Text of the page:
gila national forest (1)

Students backpack in Gila National Forest 

By Tianyu Chen ’21, China

Thirty-four UWC-USA students took backpacking trips to the Gila National Forest in southwestern New Mexico during Project Week, including 12 wilderness leaders who went on a six-day advanced trip.

The Advanced Gila trip tested backpacking skills, including risk management and team communication. Once qualified, the wilderness leaders will go on one of the most challenging hiking trips at UWC-USA, known as the April Finals.

“The Advanced Gila trip is for the leaders who will focus on risk management and run the backpacking experience themselves,” said Rachel Fristedt, co-director of the wilderness program at UWC-USA. “The adult instructors will play a spectator role more frequently and allow the student leaders to revisit the leadership skills.”

Besides the Advanced Gila program, the Open Gila was available to anyone who wanted to spend the week learning backpacking skills. 

“I chose (the Open) Gila because I realized that I haven’t been on as many wilderness trips as I could have,” said Ghita Sahbi, ’21, Morocco. “I wanted to have one last long trip in the wilderness of the Southwest before graduating.”

This year’s Project Week was the first time in seven years for trips to the Gila National Forest, one of the first designated wilderness areas in the United States. In the past, Project Week wilderness trips have included Blue Range in Arizona and Escalante in Utah. 

“Gila is pretty much like Blue Range, just 50 to 100 miles away from each other,” said Rachel. “It is drier than the Pecos Wilderness Area, but all the trips will be near the Gila River.”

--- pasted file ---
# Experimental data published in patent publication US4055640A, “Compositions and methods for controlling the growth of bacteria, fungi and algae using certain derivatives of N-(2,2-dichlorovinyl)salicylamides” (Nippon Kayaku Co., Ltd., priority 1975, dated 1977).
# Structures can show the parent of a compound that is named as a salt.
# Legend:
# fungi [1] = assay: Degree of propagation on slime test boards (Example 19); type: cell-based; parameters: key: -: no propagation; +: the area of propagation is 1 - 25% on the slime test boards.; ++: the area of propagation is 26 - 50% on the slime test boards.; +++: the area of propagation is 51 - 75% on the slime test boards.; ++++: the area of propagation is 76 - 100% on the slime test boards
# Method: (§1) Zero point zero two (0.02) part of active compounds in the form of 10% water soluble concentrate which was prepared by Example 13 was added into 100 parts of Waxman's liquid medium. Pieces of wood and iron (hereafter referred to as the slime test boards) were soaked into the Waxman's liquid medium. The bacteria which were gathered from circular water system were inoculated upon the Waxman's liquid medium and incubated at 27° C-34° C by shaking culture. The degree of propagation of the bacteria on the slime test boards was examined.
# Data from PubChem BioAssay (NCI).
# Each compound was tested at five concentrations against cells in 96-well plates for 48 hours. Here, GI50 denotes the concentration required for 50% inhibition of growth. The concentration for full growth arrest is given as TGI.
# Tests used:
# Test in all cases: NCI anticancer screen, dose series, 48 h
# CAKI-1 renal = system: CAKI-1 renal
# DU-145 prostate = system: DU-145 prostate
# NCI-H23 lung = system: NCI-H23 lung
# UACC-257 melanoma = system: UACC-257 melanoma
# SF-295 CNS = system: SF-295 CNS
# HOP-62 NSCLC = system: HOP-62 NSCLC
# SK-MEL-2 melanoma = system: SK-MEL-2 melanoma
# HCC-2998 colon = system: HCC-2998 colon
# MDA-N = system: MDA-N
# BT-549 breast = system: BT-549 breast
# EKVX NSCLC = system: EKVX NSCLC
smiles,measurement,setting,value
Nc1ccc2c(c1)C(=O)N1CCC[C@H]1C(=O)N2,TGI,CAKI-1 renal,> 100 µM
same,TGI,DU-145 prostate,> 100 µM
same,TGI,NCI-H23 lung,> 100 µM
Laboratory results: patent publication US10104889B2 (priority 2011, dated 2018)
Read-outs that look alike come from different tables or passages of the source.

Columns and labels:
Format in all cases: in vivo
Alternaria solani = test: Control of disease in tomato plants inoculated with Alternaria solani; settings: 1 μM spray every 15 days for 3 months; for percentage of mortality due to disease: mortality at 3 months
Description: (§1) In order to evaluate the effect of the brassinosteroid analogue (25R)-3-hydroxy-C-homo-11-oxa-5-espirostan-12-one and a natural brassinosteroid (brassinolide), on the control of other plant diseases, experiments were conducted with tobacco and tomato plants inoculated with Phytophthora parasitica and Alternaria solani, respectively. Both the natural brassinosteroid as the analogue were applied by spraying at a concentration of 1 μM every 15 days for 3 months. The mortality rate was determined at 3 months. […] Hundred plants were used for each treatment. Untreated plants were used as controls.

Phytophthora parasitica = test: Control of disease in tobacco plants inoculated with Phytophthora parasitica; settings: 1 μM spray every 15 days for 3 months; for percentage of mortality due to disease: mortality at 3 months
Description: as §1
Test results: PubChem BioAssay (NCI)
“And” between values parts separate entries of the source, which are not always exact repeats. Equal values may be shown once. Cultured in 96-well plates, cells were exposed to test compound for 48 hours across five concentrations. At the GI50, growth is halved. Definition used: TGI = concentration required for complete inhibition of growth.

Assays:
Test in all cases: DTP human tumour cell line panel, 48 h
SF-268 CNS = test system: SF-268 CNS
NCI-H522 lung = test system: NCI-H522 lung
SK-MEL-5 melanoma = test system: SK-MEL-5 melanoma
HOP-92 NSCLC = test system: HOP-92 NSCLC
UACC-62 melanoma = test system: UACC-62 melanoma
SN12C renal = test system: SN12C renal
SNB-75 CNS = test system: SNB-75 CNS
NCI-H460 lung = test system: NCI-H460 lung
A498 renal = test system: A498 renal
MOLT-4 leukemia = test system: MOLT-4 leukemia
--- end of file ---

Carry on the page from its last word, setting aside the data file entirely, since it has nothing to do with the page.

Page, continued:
Each group had two adult instructors, including faculty and licensed instructors who live in New Mexico.

“Frankly, I am a little stressed out about my first lengthy trip,” said Ghita. “But I am sure I will have a wonderful week out in the wilderness with the help of my peers and instructors.”

“Although Gila is my first full week trip at school, I feel confident because I have spent a lot of time in nature,” added Léna Molnár, ’22, Hungary. “I look forward to bonding with some new people on the trip.”

As a prerequisite to the April Finals, the Advanced Gila is a comprehensive evaluation of participants. Students will demonstrate leadership skills in safe kitchen management, map-reading, and risk assessments. If they complete the trip successfully, they will qualify for the April Finals — a one-night trip to Joaquin Trailhead on April 17 and 18. That’s also the same weekend for other students going on backpacking trips to fulfill the wilderness requirement. 

“You will hike with three to four other leaders without the help of adult instructors,” Rachel said about the April Finals. “Everything must be well-executed on your own, such as doing the bear hang and selecting camping sites.”

Equipped with an emergency contact device, the April Finals group will hike past the wilderness instructors on their way for a safety check-in. 

“From all the training I have got, I feel confident in myself but also in my peers,” said Keita Ueno ‘21, Japan. “I believe we can complete the trip successfully through cooperation. The April trip is a good way to conclude my wilderness activities at UWC-USA and hone the skills for future use.”

“I have heard from past participants that the trip was empowering and worthwhile,” Rachel added. “I hope that the April Finals will give students the confidence to go on wilderness trips on their own after they graduate from UWC-USA.”

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